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Andy Stitt
Andy Stitt

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10 lessons learned on a 12-year journey as a web developer

Hi, I'm Andy. I started working with websites in 2008, and I've been a full-time professional developer since June 2016.

I started my career in the nonprofit field as an office assistant and then program administrator. I had experimented with website building as a bored teenager in the 90's. I re-discovered an interest in websites in 2008 when I got the opportunity to manage my organization's website.

Since then, I have devoured knowledge on marketing, project management, and web development. I got an MBA in marketing and two project management certifications along the way.

In June 2016, I started my own WordPress freelance business and thus my career as a full-time professional developer. I closed up shop after seven months due to financial instability.

Since then, I have managed to make a living as a full-time and short-term/long-term contract web developer.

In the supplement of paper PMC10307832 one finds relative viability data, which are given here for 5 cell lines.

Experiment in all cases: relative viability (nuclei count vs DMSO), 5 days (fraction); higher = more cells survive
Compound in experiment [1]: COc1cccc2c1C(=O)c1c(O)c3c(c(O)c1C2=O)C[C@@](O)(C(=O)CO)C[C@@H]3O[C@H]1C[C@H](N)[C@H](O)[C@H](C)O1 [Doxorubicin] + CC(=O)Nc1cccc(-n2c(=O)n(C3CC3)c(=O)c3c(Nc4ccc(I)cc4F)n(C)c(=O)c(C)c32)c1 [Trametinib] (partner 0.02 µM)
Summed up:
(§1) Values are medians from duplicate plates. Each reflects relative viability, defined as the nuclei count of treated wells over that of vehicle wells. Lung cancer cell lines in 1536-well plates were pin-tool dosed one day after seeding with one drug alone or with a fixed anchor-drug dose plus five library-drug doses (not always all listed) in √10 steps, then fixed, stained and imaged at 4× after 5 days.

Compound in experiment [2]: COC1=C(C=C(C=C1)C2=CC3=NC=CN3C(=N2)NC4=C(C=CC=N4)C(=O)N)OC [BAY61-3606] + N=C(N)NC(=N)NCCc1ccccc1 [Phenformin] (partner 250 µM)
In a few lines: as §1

I've had many ups, downs, and lessons learned in my journey as someone who switched to web development from not having a computer science background. Here's what I learned:

1. This profession is difficult.

Web development is complex, and it's absolutely impossible to know every single thing.

I've gone to many, many meetups and conferences where I don't understand what on earth people are talking about in terms of programming. I'm a front-end guy, so I can only assume that whatever they were talking about was back-end or server stuff.

Even though I'm a front-end guy, whenever I go to my local React meetup and they talk about pretty much anything, I still have no idea what's going on.

You'll experience this too. It's ok. Things will become more apparent over time

2. Get a mentor

If I had a mentor, then I probably would've cut my learning curve by quite a lot. It's incredibly difficult for me to reach out for help. I experienced early childhood trauma, so I have unconsciously thought that:

  • It would be unsafe to ask for help
  • If I had to ask for help, then it would show that I wasn't good enough

I still don't have a mentor and am making it a priority to find one this year.

3. Empathy is your greatest quality.

Solving complex problems and writing code that works might give you great satisfaction. Hopefully you also find fulfillment in building products that improve people's lives.

In my current gig, I help build websites that move government forward and make it more accessible to its constituents. Previous jobs have allowed me to build websites that:

  • Connect people to their Judaism through education, volunteering, community and philanthropy
  • Connect college students to scholarships
  • Connect school teachers to resources that help them teach their students life skills via learning through projects